FIG. 16 includes another embodiment having a protected ferroelectric layer. FIG. 16 has an oxide layer 80 and a first silicon nitride layer 81. A conductive layer 21, which includes Re and ReO2, and a ferroelectric layer 122, which includes PZT, are formed over the first silicon nitride layer 81. The conductive layer 121 acts as the bottom electrode, and ReO2 within the conductive layer 121 lessens the likelihood of reducing the ferroelectric layer 122. The layers 121 and 122 are patterned using ion milling. The ion milling patterns the layers 121 and 122 so that they are coincident with each other. A titanium dioxide layer 123 and a second silicon nitride layer 124 are formed over the insulating layer 80 including the layers 121 and 122. The layers 123 and 124 are anisotropically etched to form sidewall spacers. The etch to form sidewall spacers may be performed in one or more steps. The deposition of silicon nitride generates hydrogen that may reduce the PbO within the ferroelectric layer. After the spacers have been formed, the substrate including the ferroelectric layer 122 is an annealed in an oxidizing ambient. This anneal is similar to the anneal used for ferroelectric layer 41 that was previously described. A top electrode 125 including Ru and RuO2 is formed river the ferroelectric layer 122 and the sidewall spacers. RuO2 within the top electrode 125 lessens the likelihood of reducing the ferroelectric layer 122. Both the conductive layer 121, which acts as the bottom electrode, and the ferroelectric layer 122 are virtually encapsulated by the first silicon nitride layer 81, the second silicon nitride layer 124 of the sidewall spacers, and the top electrode 125. Because it is not completely known if the degradation problems with ferroelectric capacitors are related to the bottom electrode or the ferroelectric layer, this embodiment may be effective against degradation problems since the bottom electrode and ferroelectric layer are more encapsulated than in other embodiments.

FIG. 17 includes a cross-sectional view of a portion of a semiconductor device having a ferroelectric capacitor and shielding layers to protect the ferroelectric capacitors from reducing agents. The substrate includes a first insulating layer 130 and a titanium dioxide layer 131. A polysilicon plug 132 is covered by a first conductive layer 133, such as Ru and RuO2) that defines the first electrode of the capacitor. A ferroelectric layer 134 lies over the first conductive layer 133, and a platinum layer 135 lies over the ferroelectric layer 134. The platinum layer 135 acts as the second electrode for the capacitor. The formation of the device up to this point in the process, including the anneal of the ferroelectric layer 134, are conventional. A second insulating layer 136 is formed over the electrode and is thick enough so that there is little, if any, capacitive coupling between the platinum layer 135 and subsequently formed shielding layer. Typically, the second insulation layer 136 is at least about 5000 angstroms thick. The substrate including the second insulating layer 136 is annealed in an oxidizing ambient to lessen the amount of hydrogen that may be trapped within the second insulating layer 136.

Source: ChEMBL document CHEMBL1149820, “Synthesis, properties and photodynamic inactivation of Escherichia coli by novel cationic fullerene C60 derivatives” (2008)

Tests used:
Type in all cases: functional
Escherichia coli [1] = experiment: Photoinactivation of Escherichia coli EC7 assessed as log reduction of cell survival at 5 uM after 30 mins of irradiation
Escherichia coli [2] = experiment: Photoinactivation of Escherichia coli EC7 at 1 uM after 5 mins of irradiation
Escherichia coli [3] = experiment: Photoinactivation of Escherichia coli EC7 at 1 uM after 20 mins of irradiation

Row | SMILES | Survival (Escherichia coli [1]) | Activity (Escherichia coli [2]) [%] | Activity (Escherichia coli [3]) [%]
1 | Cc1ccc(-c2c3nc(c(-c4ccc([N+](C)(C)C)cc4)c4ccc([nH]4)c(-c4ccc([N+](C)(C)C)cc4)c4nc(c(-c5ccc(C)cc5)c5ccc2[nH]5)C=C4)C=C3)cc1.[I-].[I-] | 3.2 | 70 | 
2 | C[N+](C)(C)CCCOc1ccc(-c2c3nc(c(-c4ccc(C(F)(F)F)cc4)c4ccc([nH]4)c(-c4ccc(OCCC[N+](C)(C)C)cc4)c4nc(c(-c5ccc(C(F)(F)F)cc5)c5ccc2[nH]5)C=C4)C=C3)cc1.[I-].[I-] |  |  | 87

Shielding layers 137 and 138 are formed over the second insulating layer 136. Shielding layer 137 includes a mixture of Ru and RuO2 similar to layer 61. Shielding layer 138 includes silicon nitride and is formed by sputter deposition or plasma-enhanced chemical vapor deposition. The temperature and amount of hydrogen present during the silicon nitride deposition should be relatively low to minimize the reduction of RuO2 to Ru within layer 137. After deposition of layer 138, the substrate is annealed in an oxidizing ambient to help oxidize some of the Ru within layer 137 and to seal any pinholes that may be present within layer 138. For a reducing agent, such as hydrogen, to interfere with the ferroelectric capacitor, the reducing agent must not only pass through layer 138 but also pass through layer 137 without reducing the RuO2 to Ru within layer 137. This embodiment not only illustrates a good hydrogen barrier, but also shows that the shielding layers do not have to electrically participate in the semiconductor device if this is so desired.

In the foregoing specification, the invention has been described with reference to specific embodiments thereof. However, it will be evident that various modifications and changes can be made thereto without departing from the broader spirit or scope of the invention as set forth in the appended claims. The specification and drawings are, accordingly, to be regarded in an illustrative rather than a restrictive sense.

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Reference
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3Brassington; "Memory Applications Of Ferroelectric Thin Films"; IEDMS, pp. 1-8 (1990).
4 *Brassington; Memory Applications Of Ferroelectric Thin Films ; IEDMS, pp. 1 8 (1990).
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6 *Dickerson, et al.; Chemical Principals ; Second Edition; pp. 662 670 (1974).
7IBM Technical Disclosure Bulletin; "Diffusion Barrier Between Copper and Silicon;" vol. 35, No. 1B, pp. 214-215 (1992).
8 *IBM Technical Disclosure Bulletin; Diffusion Barrier Between Copper and Silicon; vol. 35, No. 1B, pp. 214 215 (1992).
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Classifications
U.S. Classification257/751, 257/E29.146, 257/E23.145, 257/295, 257/E21.009, 257/E29.139, 257/E21.011, 257/E23.161, 257/E23.167, 257/762, 257/E27.104, 257/769, 257/E21.008, 257/E23.157
International ClassificationH01L29/45, H01L27/105, H01L29/43, H01L21/8246, H01G4/33, H01L23/522, H01L27/04, H01L21/822, H01L27/115, H01L21/02, H01L23/532
Cooperative ClassificationH01L28/40, H01L27/11502, H01L28/55, H01L28/60, H01L23/5226, H01L23/53238, H01L2924/0002, H01L23/53209, H01L29/456, H01L23/53228, H01L29/43, H01L23/5329
European ClassificationH01L28/60, H01L28/40, H01L29/45S, H01L29/43, H01L23/532M1C, H01L23/522E, H01L23/532M1, H01L23/532M1C4, H01L23/532N, H01L27/115C